Festive felt poinsettia tutorial


09 December 2021
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Learn how to create pretty poinsettias by incorporating felt making with both hand and machine embroidery.

Always a firm festive favourite, these stunning poinsettias offer a big splash of red for your Christmas table, a fashion accessory, a wreath embellishment… The list goes on! Val Hughes guides you through the steps.

How to make a felt poinsettia

By Val Hughes.

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You will need

Materials

  • Merino wool fibres – Bright Red, Bright Green (25g of each colour for the small poinsettias, 50g for the large) 
  • Olive oil soap
  • Sheet of white tissue paper
  • Machine embroidery thread – black
  • Hand embroidery thread – pink, orange
  • Selection of beads – gold, pearl and salmon colours
  • Hand sewing thread – black
  • Brooch pin (optional)
  • Template (click button below to download)

Poinsettia and poinsettia leaf template

This template is for a small poinsettia. Please increase for a large poinsettia.

Equipment

  • An old towel
  • Bamboo mat – 50cm square
  • Tape measure
  • Piece of nylon net curtain
  • Spray bottle, filled with hot water
  • Pencil
  • Dressmaking pins
  • Sewing machine with darning/embroidery foot fitted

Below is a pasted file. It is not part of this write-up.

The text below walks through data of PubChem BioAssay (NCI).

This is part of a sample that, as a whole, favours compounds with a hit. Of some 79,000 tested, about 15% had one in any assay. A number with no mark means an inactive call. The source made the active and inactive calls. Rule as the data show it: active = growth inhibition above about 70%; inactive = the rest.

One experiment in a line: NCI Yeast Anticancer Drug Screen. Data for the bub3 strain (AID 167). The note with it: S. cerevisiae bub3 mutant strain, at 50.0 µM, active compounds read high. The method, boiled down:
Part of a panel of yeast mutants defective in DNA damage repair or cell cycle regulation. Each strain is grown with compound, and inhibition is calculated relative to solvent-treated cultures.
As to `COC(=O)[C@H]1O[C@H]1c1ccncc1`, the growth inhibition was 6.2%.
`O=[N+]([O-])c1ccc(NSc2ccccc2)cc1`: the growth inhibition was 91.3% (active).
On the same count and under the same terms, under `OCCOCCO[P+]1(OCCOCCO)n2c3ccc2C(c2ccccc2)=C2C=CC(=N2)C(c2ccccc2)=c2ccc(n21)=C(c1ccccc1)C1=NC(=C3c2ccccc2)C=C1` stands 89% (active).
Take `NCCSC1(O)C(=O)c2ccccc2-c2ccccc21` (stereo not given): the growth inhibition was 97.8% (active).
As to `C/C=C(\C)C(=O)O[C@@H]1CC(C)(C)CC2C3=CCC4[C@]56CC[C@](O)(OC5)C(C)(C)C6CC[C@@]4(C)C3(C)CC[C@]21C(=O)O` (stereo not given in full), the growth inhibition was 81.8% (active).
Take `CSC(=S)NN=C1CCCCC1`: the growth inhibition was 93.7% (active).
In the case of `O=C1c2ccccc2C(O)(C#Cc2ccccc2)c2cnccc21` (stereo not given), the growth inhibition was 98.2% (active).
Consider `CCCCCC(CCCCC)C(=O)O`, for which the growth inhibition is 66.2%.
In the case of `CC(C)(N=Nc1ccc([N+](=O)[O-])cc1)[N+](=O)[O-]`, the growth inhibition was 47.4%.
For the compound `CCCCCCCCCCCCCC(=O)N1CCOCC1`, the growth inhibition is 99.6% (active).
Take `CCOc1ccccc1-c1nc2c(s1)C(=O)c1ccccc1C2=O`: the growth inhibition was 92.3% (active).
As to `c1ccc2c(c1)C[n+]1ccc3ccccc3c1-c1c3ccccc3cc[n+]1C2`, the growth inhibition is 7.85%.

• Sharp scissors

Get wet felting!

1. Place the towel on a suitable work surface and place the bamboo mat on top.

2. Take the red merino wool fibres and lay them, overlapping like tiles on a roof, onto the bamboo mat, keeping the layers fine and avoiding large clumps. 

Wool fibres

3. To make the large poinsettia, the laid-out fibres need to measure approximately 40cm square. For the small poinsettias, the laid-out fibres need to measure approximately 30cm square.

4. Place another layer of red merino wool fibre over the first, laying in the opposite direction. 

5. Lay a third layer of fibres, in the same direction as the first layer, on top. 

Layers of wool fibres
 
6. Cover the fibres with the piece of nylon net curtain and wet down both the wool fibres and net with hot water from the spray bottle. Rub over the net with your hand to distribute the water more evenly.

Feelin' festive? Yule find plenty more inspiration in Stitch magazine, like Ella Richards' fabulous stocking decorations in issue 133 and Stacey Chapman's magical nutcracker soldier in issue 134. Or, for stitching inspiration all year round, why not treat yourself to a subscription? The digital edition is perfect for any last-minute shoppers – we won't tell...!

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7. Cover the wet net and wool fibres with olive oil soap, gently rubbing it across the surface. 

Olive oil soap

8. Carefully roll the mat up tightly, including all the wool fibres and the net. Roll it backwards and forwards for approximately 100 rolls, then unroll the mat. 

Roll up mat

9. Gently lift the fibres and net from the mat and turn them 90 degrees. Roll the mat up again and repeat the rolling process. However, stop at 50 rolls to check the shrinkage of the felt. 

Top tip! This change of direction enables the wool fibres to shrink evenly.

10. Turn regularly, never exceeding 50 rolls per direction in each turn, until the wool fibres have shrunk and matted together.